# JOST A MON

Nov 9, 2007

## Does Hot Water Freeze Faster than Cold Water?

Immediately after we were taught Newton's Law of Cooling in high-school, the physics teacher asked us which vessel of water would freeze faster - one with water at 70°C or an identical vessel with the same mass of water at 20°. The consensus among my classmates was that the former vessel would freeze quicker, in accordance with Newton's law. I, however, objected. Newton's Law states that the rate of cooling of a body is proportional to the difference between its temperature and the ambient temperature. So, at 70°C, indeed, the hotter vessel's rate of cooling would exceed that of the colder vessel. As the hot water cooled rapidly, at one point it would catch up to the same temperature as the initially colder water - and from that time onwards, both of them should cool at the same rate and become ice simultaneously. Unless, of course, the point of coincidence was below freezing. The teacher shook his head sadly at me, but didn't explain if I was wrong.

As it happens, I'm still not sure if I was in error. Here's an alternative argument: the hotter water should first cool down to 20°, and then do whatever the 20° water does to freeze. So, the hotter water takes a little more time to freeze than the colder water.

As pointed out in this paper, which surveys the problem and discusses its ramifications on the thinking and doing of physics, the error in this last argument is that it implicitly assumes that temperature is the sole factor that determines the rate of freezing.

The problem is a long-standing one. Aristotle had this to say:

If water has been previously heated, this contributes to the rapidity with which it freezes: for it cools more quickly. (Thus so many people when they want to cool water quickly first stand it in the sun: and the inhabitants of Pontus when they encamp on the ice to fish. . . pour hot water on their rods because it freezes quicker, using the ice like solder to fix their rods.) And water that condenses in the air in warm districts and seasons gets hot quickly.

Physicists have long scoffed at this. It contradicts the laws of thermodynamics! It is not experimentally verifiable! The reports support discredited theories of heat! And so on. This raises the question of why physicists should dismiss the reports of laymen.In a related vein, Canadians have long known that they should not use hot water on their cars in winter:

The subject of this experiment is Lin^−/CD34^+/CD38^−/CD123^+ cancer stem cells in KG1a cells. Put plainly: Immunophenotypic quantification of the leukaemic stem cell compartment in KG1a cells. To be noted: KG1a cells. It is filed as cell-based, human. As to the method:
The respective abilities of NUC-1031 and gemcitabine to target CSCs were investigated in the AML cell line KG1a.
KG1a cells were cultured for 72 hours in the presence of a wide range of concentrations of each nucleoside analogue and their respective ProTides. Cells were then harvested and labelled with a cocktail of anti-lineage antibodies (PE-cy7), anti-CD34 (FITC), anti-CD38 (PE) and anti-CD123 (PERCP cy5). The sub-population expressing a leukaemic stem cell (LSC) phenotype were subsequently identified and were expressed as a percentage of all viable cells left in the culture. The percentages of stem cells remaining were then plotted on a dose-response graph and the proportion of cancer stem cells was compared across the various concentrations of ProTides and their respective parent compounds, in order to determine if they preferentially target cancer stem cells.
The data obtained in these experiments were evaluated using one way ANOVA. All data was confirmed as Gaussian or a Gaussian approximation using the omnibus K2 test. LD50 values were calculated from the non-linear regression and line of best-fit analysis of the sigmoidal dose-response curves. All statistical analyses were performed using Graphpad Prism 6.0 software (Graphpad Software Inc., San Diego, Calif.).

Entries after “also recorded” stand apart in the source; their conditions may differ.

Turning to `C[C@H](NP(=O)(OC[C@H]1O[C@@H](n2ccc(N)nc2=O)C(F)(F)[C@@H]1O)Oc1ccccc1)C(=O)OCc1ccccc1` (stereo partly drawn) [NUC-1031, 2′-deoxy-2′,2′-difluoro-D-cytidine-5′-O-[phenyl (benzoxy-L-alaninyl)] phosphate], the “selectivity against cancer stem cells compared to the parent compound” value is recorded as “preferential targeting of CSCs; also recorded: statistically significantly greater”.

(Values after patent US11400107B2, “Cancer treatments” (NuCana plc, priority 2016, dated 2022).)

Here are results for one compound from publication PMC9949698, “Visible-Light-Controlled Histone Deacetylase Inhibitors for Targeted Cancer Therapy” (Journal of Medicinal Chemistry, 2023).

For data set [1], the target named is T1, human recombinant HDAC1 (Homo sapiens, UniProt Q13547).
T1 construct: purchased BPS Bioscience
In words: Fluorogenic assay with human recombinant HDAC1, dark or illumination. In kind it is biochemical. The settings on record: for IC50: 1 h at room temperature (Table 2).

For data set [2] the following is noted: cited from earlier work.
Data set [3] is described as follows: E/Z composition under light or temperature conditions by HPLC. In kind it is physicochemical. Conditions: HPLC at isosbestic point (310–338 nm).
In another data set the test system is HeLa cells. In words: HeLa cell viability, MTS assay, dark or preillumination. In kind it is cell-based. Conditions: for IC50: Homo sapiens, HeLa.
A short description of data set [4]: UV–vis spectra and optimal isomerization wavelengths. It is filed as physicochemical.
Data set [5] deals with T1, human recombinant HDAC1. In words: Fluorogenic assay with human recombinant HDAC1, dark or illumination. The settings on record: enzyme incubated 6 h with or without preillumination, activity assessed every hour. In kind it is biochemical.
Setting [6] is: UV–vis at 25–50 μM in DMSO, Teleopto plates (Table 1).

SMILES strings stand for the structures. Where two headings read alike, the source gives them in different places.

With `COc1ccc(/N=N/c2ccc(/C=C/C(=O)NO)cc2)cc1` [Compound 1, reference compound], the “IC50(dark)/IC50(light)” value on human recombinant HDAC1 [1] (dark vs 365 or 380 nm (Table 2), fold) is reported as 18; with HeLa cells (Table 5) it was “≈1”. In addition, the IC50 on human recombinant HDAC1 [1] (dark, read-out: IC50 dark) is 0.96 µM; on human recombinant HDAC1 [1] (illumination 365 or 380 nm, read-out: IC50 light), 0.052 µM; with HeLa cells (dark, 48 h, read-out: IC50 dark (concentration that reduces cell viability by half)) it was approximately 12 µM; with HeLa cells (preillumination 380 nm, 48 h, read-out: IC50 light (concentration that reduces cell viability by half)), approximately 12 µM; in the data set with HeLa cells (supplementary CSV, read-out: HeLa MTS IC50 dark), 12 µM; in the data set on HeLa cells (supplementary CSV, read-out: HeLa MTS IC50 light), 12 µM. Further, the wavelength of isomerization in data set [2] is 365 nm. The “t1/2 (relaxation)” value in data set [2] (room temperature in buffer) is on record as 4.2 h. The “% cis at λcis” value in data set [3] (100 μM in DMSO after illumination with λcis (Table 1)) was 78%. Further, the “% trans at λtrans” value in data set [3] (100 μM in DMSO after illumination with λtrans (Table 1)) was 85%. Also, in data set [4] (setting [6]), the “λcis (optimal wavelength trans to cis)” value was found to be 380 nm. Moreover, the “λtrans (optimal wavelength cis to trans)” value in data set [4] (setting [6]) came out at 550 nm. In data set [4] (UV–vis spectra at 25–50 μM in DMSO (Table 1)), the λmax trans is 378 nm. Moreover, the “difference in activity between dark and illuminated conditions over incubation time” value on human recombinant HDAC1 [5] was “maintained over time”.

Some will say that a car should not be washed with hot water because the water will freeze on it more quickly than cold water will, or that a skating rink should be flooded with hot water because it will freeze more quickly.

In the 1960s, a Tanzanian high-school student named Erasto Mpemba asked his teacher to explain this cooling effect. He was laughed at, but by perseverance and the good offices of a more open-minded college professor, showed in a reproducible fashion that this effect, much disputed by theoretical physicists, did exist in reality.

So how to explain it? It turns out that this is a very hard problem to pin down experimentally. There have been contrarian reports on which factors are relevant to the effect and which are not. As pointed out above, the temperature of the water is not the sole determinant of the rate of cooling. Newton's law ignores such effects as evaporation, convection, and the fact that cold water is denser than hot water at 4° and contrarily below. The hot vessel loses more of its contents as steam than the cold vessel, and so the cooling masses are not the same, affecting their individual rates of cooling. Also, the fact that cold water is denser than hot water means that water that is uniformly at 30° would be quite different from one that had cooled to that (average) temperature from 70° - there would be a temperature differential through the vessel. And, the shape of the container affects the convective currents created in the water it holds, affecting the rate of cooling. More importantly, the shape of the refrigerator can affect the cooling - it is essential to consider the convection in the air surrounding the vessel! Lastly, the chemical composition of the water can skew results, particularly if there's a lot of dissolved air in it.

Clearly the Mpemba effect provides an opportunity for much experimental fun in a high-school physics lab. Not for me, however. I detested experimentation. Inherent laziness, I guess. Plus the equipment was badly calibrated and (horrors!) dusty. Had the teacher insisted that we should analyse the cooling law, I'd probably have hated doing it. Such a relief to have all this behind me now.

Reference:

1. Monwhea Jeng, Hot water can freeze faster than cold?!? Am. J. Phys. 74, 514 (2006).